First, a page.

We’re currently running a survey on period sex (if you haven’t filled it out, please do so), and the responses have been fascinating. It’s fun to skim through the comments people have written to see the wide variety of opinions and practices. One that comes up now and again are that people don’t know if it’s a moral issue or not. They aren’t sure what the Bible says on it. So, I thought I’d share my views on the topic.
So, can you have sex during your period according to the Bible? Let’s find out. Just a heads up, this is going to get a bit deep.
So, we have some verses to deal with in Leviticus:
If a man lies with a woman during her menstrual period and uncovers her nakedness, he has made naked her fountain, and she has uncovered the fountain of her blood. Both of them shall be cut off from among their people. – Leviticus 20:18
When a woman has a discharge, and the discharge in her body is blood, she shall be in her menstrual impurity for seven days, and whoever touches her shall be unclean until the evening. And everything on which she lies during her menstrual impurity shall be unclean. Everything also on which she sits shall be unclean. And whoever touches her bed shall wash his clothes and bathe himself in water and be unclean until the evening. And whoever touches anything on which she sits shall wash his clothes and bathe himself in water and be unclean until the evening. Whether it is the bed or anything on which she sits, when he touches it he shall be unclean until the evening. And if any man lies with her and her menstrual impurity comes upon him, he shall be unclean seven days, and every bed on which he lies shall be unclean. – Leviticus 15:19-24
So, I take this to mean:
If you are having sex, and suddenly the wife’s period starts, then you are ritually unclean for seven days. If you knowingly have sex during her period, then you are to be cut-off from from the Israelite.
And we have some other passages that reference this:
If a man is righteous and does what is just and right— if he does not eat upon the mountains or lift up his eyes to the idols of the house of Israel, does not defile his neighbor’s wife or approach a woman in her time of menstrual impurity, does not oppress anyone, but restores to the debtor his pledge, commits no robbery, gives his bread to the hungry and covers the naked with a garment, does not lend at interest or take any profit, withholds his hand from injustice, executes true justice between man and man, walks in my statutes, and keeps my rules by acting faithfully—he is righteous; he shall surely live, declares the Lord God. – Ezekiel 18:6-9
Behold, the princes of Israel in you, every one according to his power, have been bent on shedding blood. Father and mother are treated with contempt in you; the sojourner suffers extortion in your midst; the fatherless and the widow are wronged in you. You have despised my holy things and profaned my Sabbaths. There are men in you who slander to shed blood, and people in you who eat on the mountains;they commit lewdness in your midst. In you men uncover their fathers’ nakedness; in you they violate women who are unclean in their menstrual impurity. One commits abomination with his neighbor’s wife;another lewdly defiles his daughter-in-law; another in you violates his sister, his father’s daughter. In you they take bribes to shed blood; you take interest and profit and make gain of your neighbors by extortion; but me you have forgotten, declares the Lord God.– Ezekiel 22:6-12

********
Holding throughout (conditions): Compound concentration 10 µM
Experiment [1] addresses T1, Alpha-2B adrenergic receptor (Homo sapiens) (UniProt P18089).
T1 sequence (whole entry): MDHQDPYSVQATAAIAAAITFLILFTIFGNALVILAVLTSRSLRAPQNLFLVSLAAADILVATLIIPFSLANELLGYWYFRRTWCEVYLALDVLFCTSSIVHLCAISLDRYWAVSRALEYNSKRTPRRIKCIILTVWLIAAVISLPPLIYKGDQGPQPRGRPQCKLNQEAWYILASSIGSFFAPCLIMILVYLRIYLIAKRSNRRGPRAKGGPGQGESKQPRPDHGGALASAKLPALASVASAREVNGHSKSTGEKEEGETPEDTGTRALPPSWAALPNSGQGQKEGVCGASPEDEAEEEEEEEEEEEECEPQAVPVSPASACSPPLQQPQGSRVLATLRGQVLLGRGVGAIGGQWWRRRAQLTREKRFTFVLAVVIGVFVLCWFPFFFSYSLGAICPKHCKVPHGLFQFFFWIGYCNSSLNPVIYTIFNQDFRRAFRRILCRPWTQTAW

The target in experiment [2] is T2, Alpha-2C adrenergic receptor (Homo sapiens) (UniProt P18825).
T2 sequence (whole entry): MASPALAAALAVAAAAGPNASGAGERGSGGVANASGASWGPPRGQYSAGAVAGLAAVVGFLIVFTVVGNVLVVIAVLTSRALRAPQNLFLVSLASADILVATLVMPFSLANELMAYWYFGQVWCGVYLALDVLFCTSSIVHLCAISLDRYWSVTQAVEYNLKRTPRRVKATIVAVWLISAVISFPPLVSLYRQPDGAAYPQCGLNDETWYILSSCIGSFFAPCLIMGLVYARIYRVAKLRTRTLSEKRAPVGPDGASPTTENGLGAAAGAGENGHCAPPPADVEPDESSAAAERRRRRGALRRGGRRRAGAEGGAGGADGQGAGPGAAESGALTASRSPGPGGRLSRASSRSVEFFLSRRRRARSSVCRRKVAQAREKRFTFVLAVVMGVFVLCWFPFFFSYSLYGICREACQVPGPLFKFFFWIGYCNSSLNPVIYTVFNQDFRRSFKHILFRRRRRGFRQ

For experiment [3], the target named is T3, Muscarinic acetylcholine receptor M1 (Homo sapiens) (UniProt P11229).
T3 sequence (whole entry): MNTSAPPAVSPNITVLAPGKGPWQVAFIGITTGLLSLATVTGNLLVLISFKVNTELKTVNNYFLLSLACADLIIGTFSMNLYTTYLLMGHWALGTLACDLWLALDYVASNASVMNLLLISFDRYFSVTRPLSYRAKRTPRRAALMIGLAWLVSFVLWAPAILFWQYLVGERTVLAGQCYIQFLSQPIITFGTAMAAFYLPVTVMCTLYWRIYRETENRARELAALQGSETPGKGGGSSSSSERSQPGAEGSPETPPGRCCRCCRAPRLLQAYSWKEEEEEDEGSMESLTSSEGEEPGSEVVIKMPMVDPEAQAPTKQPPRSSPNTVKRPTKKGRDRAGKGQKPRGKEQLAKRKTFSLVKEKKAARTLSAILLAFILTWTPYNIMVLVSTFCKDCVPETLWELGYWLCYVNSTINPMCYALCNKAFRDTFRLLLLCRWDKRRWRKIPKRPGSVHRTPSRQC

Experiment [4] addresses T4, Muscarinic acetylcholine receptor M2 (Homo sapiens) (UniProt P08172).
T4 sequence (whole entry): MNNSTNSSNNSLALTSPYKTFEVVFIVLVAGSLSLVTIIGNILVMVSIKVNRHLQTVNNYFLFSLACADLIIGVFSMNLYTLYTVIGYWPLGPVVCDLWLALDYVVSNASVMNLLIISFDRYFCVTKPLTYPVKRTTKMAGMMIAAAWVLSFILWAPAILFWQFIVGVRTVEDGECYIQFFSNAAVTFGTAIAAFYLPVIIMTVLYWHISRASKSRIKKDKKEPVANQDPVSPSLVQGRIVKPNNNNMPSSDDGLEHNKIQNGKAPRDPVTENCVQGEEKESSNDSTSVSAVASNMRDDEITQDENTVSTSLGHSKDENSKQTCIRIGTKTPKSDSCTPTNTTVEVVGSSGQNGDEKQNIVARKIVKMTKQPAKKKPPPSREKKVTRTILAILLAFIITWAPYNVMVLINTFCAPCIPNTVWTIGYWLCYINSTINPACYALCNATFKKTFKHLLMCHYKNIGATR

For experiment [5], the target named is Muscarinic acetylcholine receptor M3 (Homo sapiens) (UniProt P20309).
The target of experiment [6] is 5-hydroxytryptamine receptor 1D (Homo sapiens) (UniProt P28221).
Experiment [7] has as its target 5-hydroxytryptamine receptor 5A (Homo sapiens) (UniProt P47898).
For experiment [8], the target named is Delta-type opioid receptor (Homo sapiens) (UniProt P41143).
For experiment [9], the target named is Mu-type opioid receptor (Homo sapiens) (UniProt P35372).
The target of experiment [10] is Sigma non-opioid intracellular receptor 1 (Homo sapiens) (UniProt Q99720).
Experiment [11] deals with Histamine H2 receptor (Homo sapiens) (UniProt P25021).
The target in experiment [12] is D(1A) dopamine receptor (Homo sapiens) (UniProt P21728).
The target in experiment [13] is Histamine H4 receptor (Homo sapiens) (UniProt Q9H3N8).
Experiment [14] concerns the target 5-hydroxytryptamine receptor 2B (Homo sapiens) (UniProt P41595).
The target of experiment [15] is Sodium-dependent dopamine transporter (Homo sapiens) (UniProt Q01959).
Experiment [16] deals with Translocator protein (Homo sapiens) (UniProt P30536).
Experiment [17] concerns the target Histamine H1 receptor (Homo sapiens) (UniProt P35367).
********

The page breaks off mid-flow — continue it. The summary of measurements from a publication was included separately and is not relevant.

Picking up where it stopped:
So, what do we do with these? I mean, these are in the Bible, we cannot deny that. But, the question is, do they apply. Now, some Christians like to claim that we don’t have to read the Old Testament, because we are “New Testament” Christians. I don’t agree with that. Particularly since the New Testament spends so much time referencing the Old Testament. Being a Christian who doesn’t read the Old Testament is like reading Coles notes on Oedipus Rex and then claiming to live your life by the play. You might grasp the basics, but you miss out on much.
Others will say that the law was nailed to the cross. But, this is a misquoting of this verse in Colossians:
And you, who were dead in your trespasses and the uncircumcision of your flesh, God made alive together with him, having forgiven us all our trespasses, by canceling the record of debt that stood against us with its legal demands. This he set aside, nailing it to the cross. – Colossians 2:13-14
Our debt was nailed to the cross, not the law. If we get a speeding ticket, and the court decides to forgive the ticket (the debt), then that doesn’t mean we’re free to speed.
Others will say that Christ did away with the law. But, this directly violates Christ’s words:
Do not think that I have come to abolish the Law or the Prophets; I have not come to abolish them but to fulfill them. For truly, I say to you, until heaven and earth pass away, not an iota, not a dot, will pass from the Law until all is accomplished. Therefore whoever relaxes one of the least of these commandments and teaches others to do the same will be called least in the kingdom of heaven, but whoever does them and teaches them will be called great in the kingdom of heaven. – Matthew 5:17-19